Transparent and ethical communication: Lack of communication and unethical communication from the leadership is another factor that hits the culture. When Uber CEO, Travis Kalanick, was caught arguing with an Uber driver over driver’s pay rates, in a video that went viral, it clearly communicated exactly how the leadership was positioned on employee/labour rights. Later on, with press lashing, he tendered a public apology for his behaviour. In 2013, reports surfaced that Kalanick shared a companywide mail laying down basic rules for consuming drugs on official outbound meetings . When the workforce receives such communication from the CEO, it simply creates the ground for others to follow the path. Amidst all this, Airbnb has meticulously worked on building a ‘platform culture', which thrives on building a community, induces a sense of belongingness, and shares best practices. Co-founders emphasise on establishing a connect with the host. It is said that co-founders visited and stayed with key hosts across the globe. From the Airbnb case it is evident that the onus of building a platform culture lies on the leadership.

In the Indian context, Flipkart’s mass layoff in 2016 impacted 2.3 per cent to 3.3 per cent of the workforce, painting an image that differed from its claim that their culture is a key differentiator. It is believed that dwindling valuation for the second time in a row and pressure from the VCs was the real reason for the layoff, and not an attempt to make the organisation leaner on the basis of performance, as was communicated to the employees. Earlier, Flipkart was pulled up by premier educational institutions (IITs IIMs) over deferring joining dates of the selected candidates . These incidents may severely impact the employer branding of the organisation by treating talent as a source of intelligent labour rather than game changers .

Flat organisational structure with accountable leadership: Absence of a clear hierarchy need not translate to a flat structure per se. It is crucial to provide an opportunity to people to voice their opinions and improvise with their work. However, when there are pressing situations, the leadership needs to plug the leakages. Susan Flower, an engineer, blogged about her sexual harassment encounter at Uber, with an emphasis on how the management colluded with the perpetrator rather than addressing the issue. CEO, Kalanick, oversaw the internal investigation. Later on, when the management faced press heat over how people proclaimed guilty can be allowed to investigate the matter, external investigation under the leadership of US Attorney General Eric Holder was initiated. To be consciously blind towards unethical practices sets the wrong benchmark by signalling ‘you can get away with your wrongdoings.' With constant focus on generating profits and meeting the growth curve, startups inadvertently forget that it is their own people who will help them achieve their targets.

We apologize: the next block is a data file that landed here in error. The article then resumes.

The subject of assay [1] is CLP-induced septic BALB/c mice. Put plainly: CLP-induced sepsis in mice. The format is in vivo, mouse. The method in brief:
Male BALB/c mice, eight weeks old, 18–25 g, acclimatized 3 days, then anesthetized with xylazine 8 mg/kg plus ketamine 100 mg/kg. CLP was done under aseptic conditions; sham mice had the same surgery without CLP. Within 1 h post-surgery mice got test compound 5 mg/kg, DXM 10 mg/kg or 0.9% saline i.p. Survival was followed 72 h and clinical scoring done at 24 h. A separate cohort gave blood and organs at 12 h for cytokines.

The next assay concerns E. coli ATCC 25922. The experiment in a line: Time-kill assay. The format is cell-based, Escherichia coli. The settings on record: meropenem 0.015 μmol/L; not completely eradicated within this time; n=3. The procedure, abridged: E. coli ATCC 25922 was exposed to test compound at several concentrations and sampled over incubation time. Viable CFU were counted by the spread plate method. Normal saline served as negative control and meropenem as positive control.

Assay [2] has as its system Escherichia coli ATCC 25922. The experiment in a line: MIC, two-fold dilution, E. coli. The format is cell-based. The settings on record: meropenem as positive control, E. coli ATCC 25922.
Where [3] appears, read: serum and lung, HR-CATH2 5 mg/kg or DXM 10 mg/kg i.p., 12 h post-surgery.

Focus on cultural fitment: People issues and human capital management is a business challenge for startups that often gets neglected until exposed to the public. Startups have, in general, failed to nurture their in-house talent and tend to operate on their ‘hire-fire’ model. It is important for them to establish their core values/beliefs in practice and then hire employees on the basis of culture fitment. In the article ‘Ola’s Culture Problem ’ the author states that the leadership is blindly following its competitor, Uber, and that, as a result, the work-life balance of employees has taken a hit. It was reported that due to the management style, several C-Suite people resigned.

When you get staggering funding, a stupendous growth curve and promising valuation, what keeps you grounded is the work culture. Founders seldom realise that the VCs may not have relevant experience to run the organisation. So they need to take a call on where to draw the line on VCs’ interference.

(The author is Assistant Professor - OB & HRM at IMT Ghaziabad.)

© 2016 HR Katha
Last modified on Wednesday, 25 October 2017

1 comment

  • Comment Link shilpa Thursday, 26 October 2017 posted by shilpa

    Very nicely penned article with good examples. Captures the start-up culture aptly.